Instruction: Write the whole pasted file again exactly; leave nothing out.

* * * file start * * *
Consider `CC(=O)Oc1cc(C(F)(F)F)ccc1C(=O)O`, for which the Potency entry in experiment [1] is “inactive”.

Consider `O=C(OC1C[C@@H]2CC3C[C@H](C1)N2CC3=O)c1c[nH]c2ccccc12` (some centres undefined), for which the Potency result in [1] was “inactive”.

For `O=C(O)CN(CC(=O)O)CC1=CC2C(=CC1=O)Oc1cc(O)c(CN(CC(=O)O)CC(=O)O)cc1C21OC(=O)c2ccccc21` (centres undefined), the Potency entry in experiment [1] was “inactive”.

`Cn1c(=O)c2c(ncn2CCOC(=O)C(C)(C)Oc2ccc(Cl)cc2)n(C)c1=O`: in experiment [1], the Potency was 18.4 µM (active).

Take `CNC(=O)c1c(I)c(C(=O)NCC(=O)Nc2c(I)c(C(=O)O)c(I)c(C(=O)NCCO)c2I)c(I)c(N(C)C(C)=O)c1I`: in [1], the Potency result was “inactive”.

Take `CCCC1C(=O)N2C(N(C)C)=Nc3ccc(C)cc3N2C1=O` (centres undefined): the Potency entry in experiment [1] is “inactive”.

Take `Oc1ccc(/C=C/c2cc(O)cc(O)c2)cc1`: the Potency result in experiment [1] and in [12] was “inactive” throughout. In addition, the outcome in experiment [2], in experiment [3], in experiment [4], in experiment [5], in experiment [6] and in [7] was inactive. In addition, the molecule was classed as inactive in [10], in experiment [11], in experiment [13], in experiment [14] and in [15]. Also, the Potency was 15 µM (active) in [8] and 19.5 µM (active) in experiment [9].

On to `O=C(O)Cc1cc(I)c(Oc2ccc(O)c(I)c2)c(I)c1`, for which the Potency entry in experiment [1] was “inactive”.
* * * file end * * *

Consider `CC(=O)Oc1cc(C(F)(F)F)ccc1C(=O)O`, for which the Potency entry in experiment [1] is “inactive”.

Consider `O=C(OC1C[C@@H]2CC3C[C@H](C1)N2CC3=O)c1c[nH]c2ccccc12` (some centres undefined), for which the Potency result in [1] was “inactive”.

For `O=C(O)CN(CC(=O)O)CC1=CC2C(=CC1=O)Oc1cc(O)c(CN(CC(=O)O)CC(=O)O)cc1C21OC(=O)c2ccccc21` (centres undefined), the Potency entry in experiment [1] was “inactive”.

`Cn1c(=O)c2c(ncn2CCOC(=O)C(C)(C)Oc2ccc(Cl)cc2)n(C)c1=O`: in experiment [1], the Potency was 18.4 µM (active).

Take `CNC(=O)c1c(I)c(C(=O)NCC(=O)Nc2c(I)c(C(=O)O)c(I)c(C(=O)NCCO)c2I)c(I)c(N(C)C(C)=O)c1I`: in [1], the Potency result was “inactive”.

Take `CCCC1C(=O)N2C(N(C)C)=Nc3ccc(C)cc3N2C1=O` (centres undefined): the Potency entry in experiment [1] is “inactive”.

Take `Oc1ccc(/C=C/c2cc(O)cc(O)c2)cc1`: the Potency result in experiment [1] and in [12] was “inactive” throughout. In addition, the outcome in experiment [2], in experiment [3], in experiment [4], in experiment [5], in experiment [6] and in [7] was inactive. In addition, the molecule was classed as inactive in [10], in experiment [11], in experiment [13], in experiment [14] and in [15]. Also, the Potency was 15 µM (active) in [8] and 19.5 µM (active) in experiment [9].

On to `O=C(O)Cc1cc(I)c(Oc2ccc(O)c(I)c2)c(I)c1`, for which the Potency entry in experiment [1] was “inactive”.